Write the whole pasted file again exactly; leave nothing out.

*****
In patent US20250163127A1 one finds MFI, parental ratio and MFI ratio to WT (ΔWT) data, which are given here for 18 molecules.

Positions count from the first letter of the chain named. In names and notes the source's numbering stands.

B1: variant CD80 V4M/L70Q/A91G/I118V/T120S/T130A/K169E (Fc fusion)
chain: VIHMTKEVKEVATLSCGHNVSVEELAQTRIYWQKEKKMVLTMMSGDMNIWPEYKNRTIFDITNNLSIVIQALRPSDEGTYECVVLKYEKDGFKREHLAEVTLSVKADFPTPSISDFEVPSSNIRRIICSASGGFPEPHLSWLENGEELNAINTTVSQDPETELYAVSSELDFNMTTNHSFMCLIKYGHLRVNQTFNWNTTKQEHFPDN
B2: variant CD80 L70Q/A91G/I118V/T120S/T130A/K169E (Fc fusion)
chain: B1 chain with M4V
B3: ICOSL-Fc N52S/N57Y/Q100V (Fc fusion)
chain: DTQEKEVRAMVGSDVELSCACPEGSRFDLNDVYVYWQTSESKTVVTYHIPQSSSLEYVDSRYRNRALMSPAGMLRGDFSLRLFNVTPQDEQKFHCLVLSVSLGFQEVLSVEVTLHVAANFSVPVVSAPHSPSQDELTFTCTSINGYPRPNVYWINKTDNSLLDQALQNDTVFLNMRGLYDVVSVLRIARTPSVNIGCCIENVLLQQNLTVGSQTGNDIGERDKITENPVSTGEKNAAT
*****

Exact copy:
In patent US20250163127A1 one finds MFI, parental ratio and MFI ratio to WT (ΔWT) data, which are given here for 18 molecules.

Positions count from the first letter of the chain named. In names and notes the source's numbering stands.

B1: variant CD80 V4M/L70Q/A91G/I118V/T120S/T130A/K169E (Fc fusion)
chain: VIHMTKEVKEVATLSCGHNVSVEELAQTRIYWQKEKKMVLTMMSGDMNIWPEYKNRTIFDITNNLSIVIQALRPSDEGTYECVVLKYEKDGFKREHLAEVTLSVKADFPTPSISDFEVPSSNIRRIICSASGGFPEPHLSWLENGEELNAINTTVSQDPETELYAVSSELDFNMTTNHSFMCLIKYGHLRVNQTFNWNTTKQEHFPDN
B2: variant CD80 L70Q/A91G/I118V/T120S/T130A/K169E (Fc fusion)
chain: B1 chain with M4V
B3: ICOSL-Fc N52S/N57Y/Q100V (Fc fusion)
chain: DTQEKEVRAMVGSDVELSCACPEGSRFDLNDVYVYWQTSESKTVVTYHIPQSSSLEYVDSRYRNRALMSPAGMLRGDFSLRLFNVTPQDEQKFHCLVLSVSLGFQEVLSVEVTLHVAANFSVPVVSAPHSPSQDELTFTCTSINGYPRPNVYWINKTDNSLLDQALQNDTVFLNMRGLYDVVSVLRIARTPSVNIGCCIENVLLQQNLTVGSQTGNDIGERDKITENPVSTGEKNAAT